Back in July, AMC Entertainment, the second-largest theater chain in the country, announced plans to renovate its theaters, including the installation of “La-Z-Boy type seats that fully recline” in 35 percent of its 5,000 screens. These plush recliners stand to decrease theater capacity by as much as two-thirds, but the chain believes that any lost revenue will be made up—and then some—by adding a surcharge to its ticket prices. The move seemed in line with George Lucas’ prediction that film exhibition would hue closer to the Broadway play model, with fewer movies staying in theaters for longer at higher prices. (Though Broadway seats are not nearly so accommodating of naps.)
Now it would appear that AMC is encouraged by early returns. According to The Hollywood Reporter, the chain today announced its intent to accelerate upgrades to its theaters ahead of the 2015 blockbuster season. (In addition to the recliners, these upgrades include adding more “MacGuffins” bars and IMAX screens, though between the recliners and the alcohol, the size of the screen will likely not matter to the slumbering customers.) AMC is adding $38.8 million to the $200 million it had already planned for 2014, and the overall expense of making the changes is budgeted at $600 million.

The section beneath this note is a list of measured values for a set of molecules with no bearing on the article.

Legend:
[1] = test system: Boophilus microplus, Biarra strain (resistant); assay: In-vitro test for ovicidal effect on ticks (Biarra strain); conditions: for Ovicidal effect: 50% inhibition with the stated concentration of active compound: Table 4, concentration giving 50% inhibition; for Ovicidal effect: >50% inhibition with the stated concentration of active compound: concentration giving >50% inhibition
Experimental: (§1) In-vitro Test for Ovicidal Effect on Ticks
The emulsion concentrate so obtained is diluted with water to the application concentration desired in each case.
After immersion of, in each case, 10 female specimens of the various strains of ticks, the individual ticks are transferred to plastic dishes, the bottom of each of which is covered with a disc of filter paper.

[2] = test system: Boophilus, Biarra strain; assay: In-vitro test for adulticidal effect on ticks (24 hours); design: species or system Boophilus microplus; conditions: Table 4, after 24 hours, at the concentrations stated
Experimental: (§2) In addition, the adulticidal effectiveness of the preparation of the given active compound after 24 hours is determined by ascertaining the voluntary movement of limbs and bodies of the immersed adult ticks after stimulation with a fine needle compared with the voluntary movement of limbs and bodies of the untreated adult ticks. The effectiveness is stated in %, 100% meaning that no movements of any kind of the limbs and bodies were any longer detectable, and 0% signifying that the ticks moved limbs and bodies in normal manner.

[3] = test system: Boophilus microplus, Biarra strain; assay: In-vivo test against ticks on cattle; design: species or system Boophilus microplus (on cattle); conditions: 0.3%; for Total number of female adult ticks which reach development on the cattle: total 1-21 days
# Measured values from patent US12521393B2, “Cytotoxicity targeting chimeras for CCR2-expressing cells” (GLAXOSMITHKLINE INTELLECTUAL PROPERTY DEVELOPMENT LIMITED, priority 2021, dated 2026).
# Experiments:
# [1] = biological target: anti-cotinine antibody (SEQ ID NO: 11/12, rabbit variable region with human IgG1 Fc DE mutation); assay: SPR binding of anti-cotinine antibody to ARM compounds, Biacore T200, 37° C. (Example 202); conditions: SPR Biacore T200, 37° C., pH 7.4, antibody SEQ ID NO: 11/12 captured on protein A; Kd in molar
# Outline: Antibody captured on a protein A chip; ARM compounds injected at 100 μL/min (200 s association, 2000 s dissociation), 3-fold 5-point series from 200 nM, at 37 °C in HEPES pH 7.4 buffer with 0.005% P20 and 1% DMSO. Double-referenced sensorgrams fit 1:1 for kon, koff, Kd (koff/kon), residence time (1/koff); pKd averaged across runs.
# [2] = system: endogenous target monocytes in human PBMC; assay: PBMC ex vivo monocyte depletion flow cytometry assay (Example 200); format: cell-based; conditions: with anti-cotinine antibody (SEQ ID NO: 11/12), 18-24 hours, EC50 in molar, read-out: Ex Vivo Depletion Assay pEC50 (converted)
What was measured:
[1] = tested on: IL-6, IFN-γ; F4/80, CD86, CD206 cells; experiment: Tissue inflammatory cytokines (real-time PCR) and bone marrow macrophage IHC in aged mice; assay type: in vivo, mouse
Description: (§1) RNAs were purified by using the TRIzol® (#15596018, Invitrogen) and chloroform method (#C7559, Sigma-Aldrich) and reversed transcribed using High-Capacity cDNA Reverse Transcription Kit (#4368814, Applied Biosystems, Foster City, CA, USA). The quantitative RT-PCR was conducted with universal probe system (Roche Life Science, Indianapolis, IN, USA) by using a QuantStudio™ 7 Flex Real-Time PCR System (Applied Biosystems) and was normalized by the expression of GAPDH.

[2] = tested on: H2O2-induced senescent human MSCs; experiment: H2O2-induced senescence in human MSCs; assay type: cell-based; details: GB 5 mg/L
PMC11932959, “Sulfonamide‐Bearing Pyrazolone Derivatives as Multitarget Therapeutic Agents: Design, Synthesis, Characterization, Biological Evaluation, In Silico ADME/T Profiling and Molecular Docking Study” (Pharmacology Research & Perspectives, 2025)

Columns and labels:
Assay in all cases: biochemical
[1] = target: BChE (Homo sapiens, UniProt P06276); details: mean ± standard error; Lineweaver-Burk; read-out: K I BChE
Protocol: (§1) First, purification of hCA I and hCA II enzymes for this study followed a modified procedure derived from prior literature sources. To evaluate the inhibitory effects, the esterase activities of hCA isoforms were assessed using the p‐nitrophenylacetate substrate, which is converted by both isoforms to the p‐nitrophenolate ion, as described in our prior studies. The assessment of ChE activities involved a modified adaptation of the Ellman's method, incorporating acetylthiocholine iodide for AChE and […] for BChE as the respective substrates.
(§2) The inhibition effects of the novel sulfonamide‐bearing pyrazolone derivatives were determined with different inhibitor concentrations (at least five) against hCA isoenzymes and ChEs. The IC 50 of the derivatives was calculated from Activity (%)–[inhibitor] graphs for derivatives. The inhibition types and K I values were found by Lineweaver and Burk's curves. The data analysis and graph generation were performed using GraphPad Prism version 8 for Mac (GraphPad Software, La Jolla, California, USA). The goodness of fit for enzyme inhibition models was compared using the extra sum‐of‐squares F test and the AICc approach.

There’s no question that movie theaters need to figure out ways to compete with home viewing in the HDTV age, and AMC is guessing that bigger screens, cushier seats, and liquor concessions will make a difference. It’s not a bad gamble, either, considering that even with the surcharges, going to the movies is still a relatively cheap date and the upgrades stand to make that date seem more special. Lest we get too nostalgic for the bad ol’ days of creaky seats, poor sightlines, and handkerchief screens at the local multiplex, there’s nothing wrong with making the experience more comfortable and amplifying the sight and sound. My only real concern is that only certain types of movies—i.e. spectacles like the ones AMC is anticipating in Summer 2015—will encourage audiences to splurge on all these amenities. Paying $20 to see The Avengers sequel big and loud and plush is one thing; paying $20 to see a character-driven ensemble drama is quite another. If we’re heading toward the Broadway-ification of movie theaters, it’s worth remembering that only certain types of productions play on Broadway.